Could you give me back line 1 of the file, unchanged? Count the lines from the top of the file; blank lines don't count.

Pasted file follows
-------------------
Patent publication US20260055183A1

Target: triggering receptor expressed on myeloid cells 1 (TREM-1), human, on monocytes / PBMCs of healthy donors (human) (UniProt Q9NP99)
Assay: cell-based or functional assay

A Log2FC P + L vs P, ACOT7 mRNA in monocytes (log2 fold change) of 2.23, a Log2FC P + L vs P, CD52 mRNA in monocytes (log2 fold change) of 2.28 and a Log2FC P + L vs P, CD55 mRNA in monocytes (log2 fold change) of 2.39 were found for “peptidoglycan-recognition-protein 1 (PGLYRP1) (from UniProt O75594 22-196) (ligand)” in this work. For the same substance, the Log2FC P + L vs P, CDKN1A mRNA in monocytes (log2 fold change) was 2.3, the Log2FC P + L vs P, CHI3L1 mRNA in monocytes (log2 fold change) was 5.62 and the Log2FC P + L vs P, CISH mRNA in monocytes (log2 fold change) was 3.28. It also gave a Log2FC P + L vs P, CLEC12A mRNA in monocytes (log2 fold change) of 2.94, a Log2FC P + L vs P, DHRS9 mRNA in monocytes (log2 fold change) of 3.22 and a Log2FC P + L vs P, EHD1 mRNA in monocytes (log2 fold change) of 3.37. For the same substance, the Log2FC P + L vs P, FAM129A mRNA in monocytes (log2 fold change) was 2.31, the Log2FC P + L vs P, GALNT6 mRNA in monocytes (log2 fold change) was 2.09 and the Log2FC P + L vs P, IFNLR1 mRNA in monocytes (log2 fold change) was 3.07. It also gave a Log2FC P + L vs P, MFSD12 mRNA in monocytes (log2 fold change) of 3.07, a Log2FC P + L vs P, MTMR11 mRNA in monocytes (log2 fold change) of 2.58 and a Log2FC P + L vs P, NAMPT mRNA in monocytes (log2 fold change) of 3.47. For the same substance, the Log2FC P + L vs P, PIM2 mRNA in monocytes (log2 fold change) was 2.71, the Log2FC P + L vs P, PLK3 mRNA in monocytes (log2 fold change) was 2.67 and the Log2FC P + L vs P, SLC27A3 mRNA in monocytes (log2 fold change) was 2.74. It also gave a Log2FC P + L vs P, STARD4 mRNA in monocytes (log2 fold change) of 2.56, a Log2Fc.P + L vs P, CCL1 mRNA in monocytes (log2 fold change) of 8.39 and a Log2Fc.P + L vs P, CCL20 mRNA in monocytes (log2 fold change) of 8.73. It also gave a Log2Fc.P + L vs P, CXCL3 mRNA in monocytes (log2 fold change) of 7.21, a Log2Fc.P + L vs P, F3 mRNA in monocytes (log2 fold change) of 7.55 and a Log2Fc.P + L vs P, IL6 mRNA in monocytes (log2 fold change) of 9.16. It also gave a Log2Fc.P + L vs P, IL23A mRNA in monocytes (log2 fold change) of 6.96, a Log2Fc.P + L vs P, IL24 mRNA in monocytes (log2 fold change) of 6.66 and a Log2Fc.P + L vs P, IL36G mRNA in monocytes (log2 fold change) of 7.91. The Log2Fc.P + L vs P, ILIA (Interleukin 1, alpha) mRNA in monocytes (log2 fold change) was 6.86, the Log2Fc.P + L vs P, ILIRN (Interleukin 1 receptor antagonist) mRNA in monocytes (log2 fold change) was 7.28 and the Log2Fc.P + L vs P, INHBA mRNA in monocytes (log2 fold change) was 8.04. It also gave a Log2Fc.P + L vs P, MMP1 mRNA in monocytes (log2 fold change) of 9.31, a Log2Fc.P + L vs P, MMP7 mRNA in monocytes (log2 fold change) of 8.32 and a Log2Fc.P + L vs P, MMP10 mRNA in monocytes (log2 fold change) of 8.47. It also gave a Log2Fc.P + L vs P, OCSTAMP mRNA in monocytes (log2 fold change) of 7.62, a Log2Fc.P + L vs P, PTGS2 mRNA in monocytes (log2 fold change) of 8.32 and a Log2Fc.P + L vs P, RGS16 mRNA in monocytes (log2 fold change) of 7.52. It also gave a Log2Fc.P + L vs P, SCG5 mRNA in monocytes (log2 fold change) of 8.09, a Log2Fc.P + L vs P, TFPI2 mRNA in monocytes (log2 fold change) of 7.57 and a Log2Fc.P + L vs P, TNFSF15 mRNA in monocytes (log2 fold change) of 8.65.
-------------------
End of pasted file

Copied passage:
Patent publication US20260055183A1